My travels take me to many islands where horses have found homes. The most common island is Long Island of New York. Other than it’s name, it is hard to realize that this highly populated strip of land connected by 3 huge bridges and several ferries is an island. Maybe I shouldn’t consider this as an island I visit worthy of this blog. It deserves its own blog with the amount of time I spend on it.
I am sitting on Orcas Island in the northwest United States as I write this. On the map I’m the blue dot. Home is the red dot. Can’t get much further and still be in the US.
This is a place where people get away from it all. It is a place where access form the population is limited and the cell phone signal waxes and wanes. In town there is everything you can desire and within a few miles you are in old forest. As I’m waiting for the ferry I met Minta. She was born and raised on the island though she has recently moved away off island. The horse owner I visited is third generation islander but she too is planning on moving to the mainland. Minta tells me that people here are like family where everyone takes care of each other, where time slows it’s pace, where people look at each other and converse without electronic interruptions. My client says simply, it’s quiet.
I’m not sure I like it. Everyone wears sandals (not flip flops) and is into nature, biking, hiking, camping and not horses. Definitely no cowboys. I am a fish out of water, but still I love this visit because it is so refreshing. I look forward to my return 6 months from now when the summer tourist are on the mainland and it is more like the home Minta describes. From what I saw today, it’s a nice place to visit but I might go crazy.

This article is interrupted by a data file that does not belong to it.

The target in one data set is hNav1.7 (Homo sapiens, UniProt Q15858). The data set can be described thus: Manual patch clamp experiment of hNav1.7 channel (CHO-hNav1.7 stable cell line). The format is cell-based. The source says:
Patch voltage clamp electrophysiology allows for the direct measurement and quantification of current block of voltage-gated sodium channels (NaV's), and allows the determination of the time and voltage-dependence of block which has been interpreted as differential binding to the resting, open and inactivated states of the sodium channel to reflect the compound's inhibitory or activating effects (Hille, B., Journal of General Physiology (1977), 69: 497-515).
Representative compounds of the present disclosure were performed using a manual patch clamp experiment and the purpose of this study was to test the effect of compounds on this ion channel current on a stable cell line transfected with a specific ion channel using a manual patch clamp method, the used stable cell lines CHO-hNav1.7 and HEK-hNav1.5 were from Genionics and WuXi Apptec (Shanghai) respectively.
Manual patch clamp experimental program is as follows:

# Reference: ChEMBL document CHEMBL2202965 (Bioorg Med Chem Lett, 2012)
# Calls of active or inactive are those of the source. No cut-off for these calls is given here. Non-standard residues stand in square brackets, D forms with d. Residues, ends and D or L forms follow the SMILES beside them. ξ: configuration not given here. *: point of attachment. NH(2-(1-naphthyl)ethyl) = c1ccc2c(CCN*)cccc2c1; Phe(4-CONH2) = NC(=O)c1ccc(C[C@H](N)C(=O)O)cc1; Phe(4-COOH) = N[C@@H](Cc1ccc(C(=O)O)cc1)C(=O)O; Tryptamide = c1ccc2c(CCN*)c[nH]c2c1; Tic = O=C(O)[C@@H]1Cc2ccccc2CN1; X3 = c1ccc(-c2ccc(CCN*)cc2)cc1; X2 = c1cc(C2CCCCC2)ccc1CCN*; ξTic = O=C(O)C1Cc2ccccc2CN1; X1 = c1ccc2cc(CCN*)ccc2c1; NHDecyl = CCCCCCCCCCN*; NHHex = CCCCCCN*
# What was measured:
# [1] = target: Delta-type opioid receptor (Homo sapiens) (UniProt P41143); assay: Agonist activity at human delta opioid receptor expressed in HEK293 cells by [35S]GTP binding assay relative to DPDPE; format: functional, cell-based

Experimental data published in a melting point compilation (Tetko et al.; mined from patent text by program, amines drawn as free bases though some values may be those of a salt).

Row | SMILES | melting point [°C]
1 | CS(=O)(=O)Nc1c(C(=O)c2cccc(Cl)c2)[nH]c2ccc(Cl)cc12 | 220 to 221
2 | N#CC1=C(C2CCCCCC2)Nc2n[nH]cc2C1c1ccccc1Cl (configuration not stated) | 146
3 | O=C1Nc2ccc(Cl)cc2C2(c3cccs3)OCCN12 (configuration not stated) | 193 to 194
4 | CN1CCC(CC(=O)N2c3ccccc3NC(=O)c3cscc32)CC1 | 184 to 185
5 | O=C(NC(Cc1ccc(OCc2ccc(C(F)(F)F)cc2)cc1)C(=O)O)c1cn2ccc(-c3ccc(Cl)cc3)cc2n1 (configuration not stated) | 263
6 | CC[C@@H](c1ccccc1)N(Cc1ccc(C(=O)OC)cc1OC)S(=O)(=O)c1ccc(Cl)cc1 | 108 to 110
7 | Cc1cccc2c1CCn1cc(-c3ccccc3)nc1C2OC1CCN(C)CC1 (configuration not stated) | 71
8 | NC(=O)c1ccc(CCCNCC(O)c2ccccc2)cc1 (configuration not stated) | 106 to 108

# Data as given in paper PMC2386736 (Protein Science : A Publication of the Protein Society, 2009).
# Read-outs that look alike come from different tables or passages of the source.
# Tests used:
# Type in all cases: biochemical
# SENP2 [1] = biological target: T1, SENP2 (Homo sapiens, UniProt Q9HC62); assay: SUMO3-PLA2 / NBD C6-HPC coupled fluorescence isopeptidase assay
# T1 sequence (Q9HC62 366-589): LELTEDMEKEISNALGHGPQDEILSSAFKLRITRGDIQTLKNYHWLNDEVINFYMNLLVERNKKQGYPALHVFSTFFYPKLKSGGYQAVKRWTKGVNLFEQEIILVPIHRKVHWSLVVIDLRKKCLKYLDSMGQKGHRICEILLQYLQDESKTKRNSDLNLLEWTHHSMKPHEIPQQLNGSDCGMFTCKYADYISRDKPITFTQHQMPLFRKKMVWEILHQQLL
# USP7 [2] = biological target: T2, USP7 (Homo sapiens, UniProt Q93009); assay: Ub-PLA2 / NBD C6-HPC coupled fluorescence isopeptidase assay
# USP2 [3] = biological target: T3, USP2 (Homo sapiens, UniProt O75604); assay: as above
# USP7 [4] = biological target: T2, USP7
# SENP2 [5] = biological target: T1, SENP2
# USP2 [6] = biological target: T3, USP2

Another island I have worked on is Shelter Island in New York. It sits between the north and south forks of the eastern end of Long Island. Make a V with 2 fingers pointing to the side (facing east if you want). Shelter Island sits between these 2 fingers and the only way on is by either the north or the south ferry. I worked on a boarding barn there for years. After work the owner and all the barn help would go out to a local establishment for dinner and some drinking. Everyone on this island knew each other and I became part of this family, though briefly. The barn changed owners and I never returned. But it was fun.
The most interesting island I have worked on is Gardinier Island off the northeast tip of Long Island. It is one of the largest privately owned island in the US. The caretaker of the island was the third generation to do so. He expertly piloted his boat from my pickup point for the 30 minute boat trip. The very old horse lived in a field with access to the lower part of a two story brown wood barn. Upstairs was parked a brand new, fire engine red, H1 Humvee Hummer with all the modern day fire fighting equipment installed.
A tour of the island was offered by the caretaker which I gladly accepted. Pristine workmanship was being applied to the restoration of the out buildings with historically correct replacement of materials to things like the wooden eves troughs and downspouts. The mansion was in need of some work which was being planned. Stories from the caretaker included the burial of Captain Kidd’s treasure on the island as well as the posting of Army personnel to monitor incoming attacks from the enemies of Europe. All fascinating stuff with details on Wikipedia if you are interested.
The horse lived a wonderful life over the few years I was in charge of the teeth until he died of natural causes. Today’s visit reminded me of these islands where old horses and people live a very relaxed life. Enjoy the images I took today of the trip to Orcas Island, WA.